Fourteen Holy Helpers Cemetery

The history of Fourteen Holy Helpers begins with the purchase of land offered by the Community of True Inspiration (known as The Ebenezers). The first payment was made on October 29, 1863 and another on March 3, 1864. The first mass was celebrated October 2, 1864 by 1st Pastor, Fr. D. Martin Winnands, and dedicated as the Fourteen Holy Helpers. Additional land was purchased on October 10, 1864, including lot number 88, which became the Fourteen Holy Helpers Cemetery.

The first burial recorded is that of Franciscus Poutier who died on May 2, 1865 and was interred on May 4, 1865 for a fee of $2.00. He was seventeen years old.

Early “Cash Book” entries for continuing cemetery maintenance were recorded as follows:
1897 Trees in cemetery, $90.00
1898 Sewer pipes to cemetery, $26.63
1899 Cemetery officially established. Graves now sold for $287.75
1930 New fence and grading, beautifying cemetery, $2,063.18
1938 Improvements and repairs to foundations for many monuments in the old cemetery, $967.79
1951 Repairs to the cemetery road
1987-1988 Parish cemetery expanded to north end, drainage pipes relocated and grave locations mapped
Other repairs and upkeep have been done in recent years.

An area at the south end of the cemetery is known as the “Baby” section. This area is easily identified by the sad sight of very small headstones.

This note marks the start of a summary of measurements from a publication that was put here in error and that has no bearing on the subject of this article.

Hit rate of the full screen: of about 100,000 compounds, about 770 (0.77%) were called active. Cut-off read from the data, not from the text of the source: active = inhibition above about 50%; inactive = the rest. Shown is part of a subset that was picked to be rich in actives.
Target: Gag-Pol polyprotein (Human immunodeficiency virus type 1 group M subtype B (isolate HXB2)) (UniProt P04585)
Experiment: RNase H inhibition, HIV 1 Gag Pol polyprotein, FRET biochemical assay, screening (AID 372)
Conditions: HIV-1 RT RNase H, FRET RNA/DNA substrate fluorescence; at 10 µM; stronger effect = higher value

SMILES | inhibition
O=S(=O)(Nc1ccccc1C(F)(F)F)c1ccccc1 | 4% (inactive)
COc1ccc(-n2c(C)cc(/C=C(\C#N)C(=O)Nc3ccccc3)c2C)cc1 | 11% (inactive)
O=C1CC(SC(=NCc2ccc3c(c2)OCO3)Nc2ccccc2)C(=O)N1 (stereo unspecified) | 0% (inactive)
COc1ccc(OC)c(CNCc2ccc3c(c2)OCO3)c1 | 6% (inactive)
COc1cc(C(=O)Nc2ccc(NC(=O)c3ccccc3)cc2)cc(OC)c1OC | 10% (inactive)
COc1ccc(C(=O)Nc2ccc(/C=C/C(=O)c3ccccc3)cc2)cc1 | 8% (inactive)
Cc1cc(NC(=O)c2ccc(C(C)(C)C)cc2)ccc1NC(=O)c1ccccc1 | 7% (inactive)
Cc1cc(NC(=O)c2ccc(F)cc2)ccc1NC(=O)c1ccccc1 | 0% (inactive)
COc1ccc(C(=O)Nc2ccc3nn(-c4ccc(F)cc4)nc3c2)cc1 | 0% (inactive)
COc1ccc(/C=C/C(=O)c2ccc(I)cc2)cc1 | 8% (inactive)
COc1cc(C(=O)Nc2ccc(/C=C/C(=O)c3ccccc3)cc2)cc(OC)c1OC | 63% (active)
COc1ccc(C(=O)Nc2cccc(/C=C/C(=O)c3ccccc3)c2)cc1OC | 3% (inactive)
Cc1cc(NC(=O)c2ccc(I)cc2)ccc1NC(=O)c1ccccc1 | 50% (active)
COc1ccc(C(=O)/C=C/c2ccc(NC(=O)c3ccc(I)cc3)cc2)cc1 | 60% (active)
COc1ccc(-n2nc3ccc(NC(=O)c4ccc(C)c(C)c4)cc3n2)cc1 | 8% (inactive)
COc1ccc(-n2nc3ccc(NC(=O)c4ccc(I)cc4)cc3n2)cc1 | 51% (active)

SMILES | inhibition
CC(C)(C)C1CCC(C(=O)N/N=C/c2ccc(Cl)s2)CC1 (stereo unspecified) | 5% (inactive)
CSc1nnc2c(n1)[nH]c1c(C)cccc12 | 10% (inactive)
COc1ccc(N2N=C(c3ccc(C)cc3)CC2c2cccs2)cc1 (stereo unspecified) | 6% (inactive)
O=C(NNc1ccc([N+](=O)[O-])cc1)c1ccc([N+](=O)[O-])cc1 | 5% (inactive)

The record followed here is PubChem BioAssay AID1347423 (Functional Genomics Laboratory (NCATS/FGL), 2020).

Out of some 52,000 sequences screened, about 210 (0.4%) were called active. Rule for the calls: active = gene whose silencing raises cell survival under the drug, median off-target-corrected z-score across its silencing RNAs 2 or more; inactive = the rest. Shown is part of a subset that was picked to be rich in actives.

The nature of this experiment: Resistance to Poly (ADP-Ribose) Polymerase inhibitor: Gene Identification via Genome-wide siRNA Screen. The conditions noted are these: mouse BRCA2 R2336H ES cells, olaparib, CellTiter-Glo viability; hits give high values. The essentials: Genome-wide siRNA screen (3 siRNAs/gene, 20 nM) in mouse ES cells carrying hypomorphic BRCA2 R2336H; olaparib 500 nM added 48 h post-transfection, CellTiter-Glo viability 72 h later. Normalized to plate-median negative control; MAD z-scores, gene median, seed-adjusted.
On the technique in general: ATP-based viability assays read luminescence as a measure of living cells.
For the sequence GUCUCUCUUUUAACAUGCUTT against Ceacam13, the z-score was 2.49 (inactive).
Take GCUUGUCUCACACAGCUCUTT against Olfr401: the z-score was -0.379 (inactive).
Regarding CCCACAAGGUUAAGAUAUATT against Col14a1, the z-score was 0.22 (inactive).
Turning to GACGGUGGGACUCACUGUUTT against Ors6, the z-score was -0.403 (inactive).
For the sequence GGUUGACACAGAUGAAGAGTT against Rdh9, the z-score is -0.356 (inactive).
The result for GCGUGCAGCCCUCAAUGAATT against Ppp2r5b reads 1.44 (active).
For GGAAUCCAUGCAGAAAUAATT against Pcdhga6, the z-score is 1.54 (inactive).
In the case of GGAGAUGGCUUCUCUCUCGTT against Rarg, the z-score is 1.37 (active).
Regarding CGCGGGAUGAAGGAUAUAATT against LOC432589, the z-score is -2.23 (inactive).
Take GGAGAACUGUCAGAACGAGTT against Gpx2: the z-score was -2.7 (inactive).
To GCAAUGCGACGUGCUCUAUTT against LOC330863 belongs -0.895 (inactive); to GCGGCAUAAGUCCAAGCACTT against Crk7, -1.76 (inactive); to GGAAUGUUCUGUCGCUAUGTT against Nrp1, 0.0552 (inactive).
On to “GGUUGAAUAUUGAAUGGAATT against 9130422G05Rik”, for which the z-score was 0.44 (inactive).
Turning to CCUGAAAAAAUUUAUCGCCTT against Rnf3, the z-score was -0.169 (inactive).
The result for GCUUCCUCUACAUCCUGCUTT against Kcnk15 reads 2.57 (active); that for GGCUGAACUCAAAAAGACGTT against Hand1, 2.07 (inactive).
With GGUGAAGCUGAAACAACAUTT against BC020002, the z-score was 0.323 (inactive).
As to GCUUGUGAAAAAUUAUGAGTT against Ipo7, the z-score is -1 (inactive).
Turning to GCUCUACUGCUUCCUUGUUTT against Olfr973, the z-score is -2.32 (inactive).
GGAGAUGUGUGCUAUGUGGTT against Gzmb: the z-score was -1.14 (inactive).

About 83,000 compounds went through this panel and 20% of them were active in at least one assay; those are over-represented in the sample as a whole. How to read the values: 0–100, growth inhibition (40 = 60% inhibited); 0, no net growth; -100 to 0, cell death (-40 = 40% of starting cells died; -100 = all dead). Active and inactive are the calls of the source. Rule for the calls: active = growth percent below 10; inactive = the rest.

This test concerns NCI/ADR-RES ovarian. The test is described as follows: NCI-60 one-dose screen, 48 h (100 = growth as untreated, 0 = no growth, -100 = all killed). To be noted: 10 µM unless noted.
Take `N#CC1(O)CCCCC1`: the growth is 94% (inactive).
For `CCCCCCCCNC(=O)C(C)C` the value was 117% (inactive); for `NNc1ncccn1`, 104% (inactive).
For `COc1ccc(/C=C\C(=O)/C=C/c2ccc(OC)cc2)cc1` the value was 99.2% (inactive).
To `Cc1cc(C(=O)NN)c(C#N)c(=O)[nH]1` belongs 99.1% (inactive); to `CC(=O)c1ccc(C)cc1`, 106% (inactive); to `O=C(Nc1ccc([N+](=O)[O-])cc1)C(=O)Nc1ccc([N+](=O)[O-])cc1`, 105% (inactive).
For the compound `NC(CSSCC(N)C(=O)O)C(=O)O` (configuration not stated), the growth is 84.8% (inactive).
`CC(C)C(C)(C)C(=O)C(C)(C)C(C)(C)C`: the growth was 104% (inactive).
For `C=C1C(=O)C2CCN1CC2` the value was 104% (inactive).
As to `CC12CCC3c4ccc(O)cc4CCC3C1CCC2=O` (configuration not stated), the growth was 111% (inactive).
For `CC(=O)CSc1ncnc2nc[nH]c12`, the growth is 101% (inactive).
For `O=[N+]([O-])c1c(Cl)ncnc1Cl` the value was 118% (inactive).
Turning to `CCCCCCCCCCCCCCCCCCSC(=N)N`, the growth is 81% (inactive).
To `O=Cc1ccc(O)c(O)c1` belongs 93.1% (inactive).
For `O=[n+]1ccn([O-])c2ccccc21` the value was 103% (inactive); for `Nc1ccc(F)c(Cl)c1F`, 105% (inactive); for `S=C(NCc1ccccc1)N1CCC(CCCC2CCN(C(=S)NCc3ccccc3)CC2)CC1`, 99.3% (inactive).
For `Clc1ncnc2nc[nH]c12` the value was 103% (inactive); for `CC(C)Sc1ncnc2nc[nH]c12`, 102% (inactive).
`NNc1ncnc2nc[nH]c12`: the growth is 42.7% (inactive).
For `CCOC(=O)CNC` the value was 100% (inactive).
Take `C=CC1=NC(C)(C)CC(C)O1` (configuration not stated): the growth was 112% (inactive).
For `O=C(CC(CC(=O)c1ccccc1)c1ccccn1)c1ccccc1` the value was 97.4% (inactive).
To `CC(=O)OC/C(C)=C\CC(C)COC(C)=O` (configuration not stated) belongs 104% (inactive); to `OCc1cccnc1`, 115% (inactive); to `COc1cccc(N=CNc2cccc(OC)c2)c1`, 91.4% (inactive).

Fourteen Holy Helpers cemetery is the final resting place of three Pastors and one other priest. Three lie in the “Priests Corner”. They are: Rev. Charles Geppert, 4th Pastor, 1879-1885; Rev. Francis Fromholzer, 5th Pastor, 1885-1893; Rev. Francis Baumgartner (a “14HH boy” ordained to priesthood in 1936), died in 1989. Msgr. John H. Bugman, 11th Pastor, 1982-1994 died in 2013, and lies at the north end of the cemetery.

14HH Cemetery Monument front

A monument was installed at the entrance to our cemetery circa 1988, with the invocation, “May the Angels lead you into Paradise…”. The back of the monument is inscribed with the name of Daniel Nazzarett, to honor his death in service to our country in WWII. He was 22 years old. The monument was donated by his sisters, Ann Werner, Louise Porreca and Lorraine Goszewski, all longtime members of 14HH. 14HH Cemetery Monument rear

The monument is formed from Vermont Barre Gray granite; quarried in Barre, Vermont. It bears the seal “Barre Guild” representing the Stonecutters Guild. It was installed by the Stone Art Memorial Company.

Our church cemetery is now 157 years old. General guidelines of the Diocese suggest that maintenance for religious cemeteries should be continued by active parishes “in perpetuity”. As Catholics, we accept this care as Works of Mercy to bury the dead, comfort the grieving and to pray for all souls. Such care shows our respect for the dead and for future generations.

We remember. Amen